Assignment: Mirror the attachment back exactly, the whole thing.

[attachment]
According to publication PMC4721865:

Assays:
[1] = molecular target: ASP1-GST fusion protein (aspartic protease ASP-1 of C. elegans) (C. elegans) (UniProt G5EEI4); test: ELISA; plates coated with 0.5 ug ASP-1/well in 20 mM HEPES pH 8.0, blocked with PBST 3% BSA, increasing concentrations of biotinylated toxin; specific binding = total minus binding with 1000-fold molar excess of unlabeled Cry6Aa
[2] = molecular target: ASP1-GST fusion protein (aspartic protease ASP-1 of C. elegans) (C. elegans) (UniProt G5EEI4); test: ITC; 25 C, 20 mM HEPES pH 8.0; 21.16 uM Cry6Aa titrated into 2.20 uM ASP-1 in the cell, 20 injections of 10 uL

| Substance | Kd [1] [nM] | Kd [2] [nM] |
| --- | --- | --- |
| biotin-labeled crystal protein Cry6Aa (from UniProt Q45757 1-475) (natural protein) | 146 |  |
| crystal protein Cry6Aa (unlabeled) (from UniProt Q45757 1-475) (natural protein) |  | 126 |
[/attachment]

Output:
According to publication PMC4721865:

Assays:
[1] = molecular target: ASP1-GST fusion protein (aspartic protease ASP-1 of C. elegans) (C. elegans) (UniProt G5EEI4); test: ELISA; plates coated with 0.5 ug ASP-1/well in 20 mM HEPES pH 8.0, blocked with PBST 3% BSA, increasing concentrations of biotinylated toxin; specific binding = total minus binding with 1000-fold molar excess of unlabeled Cry6Aa
[2] = molecular target: ASP1-GST fusion protein (aspartic protease ASP-1 of C. elegans) (C. elegans) (UniProt G5EEI4); test: ITC; 25 C, 20 mM HEPES pH 8.0; 21.16 uM Cry6Aa titrated into 2.20 uM ASP-1 in the cell, 20 injections of 10 uL

| Substance | Kd [1] [nM] | Kd [2] [nM] |
| --- | --- | --- |
| biotin-labeled crystal protein Cry6Aa (from UniProt Q45757 1-475) (natural protein) | 146 |  |
| crystal protein Cry6Aa (unlabeled) (from UniProt Q45757 1-475) (natural protein) |  | 126 |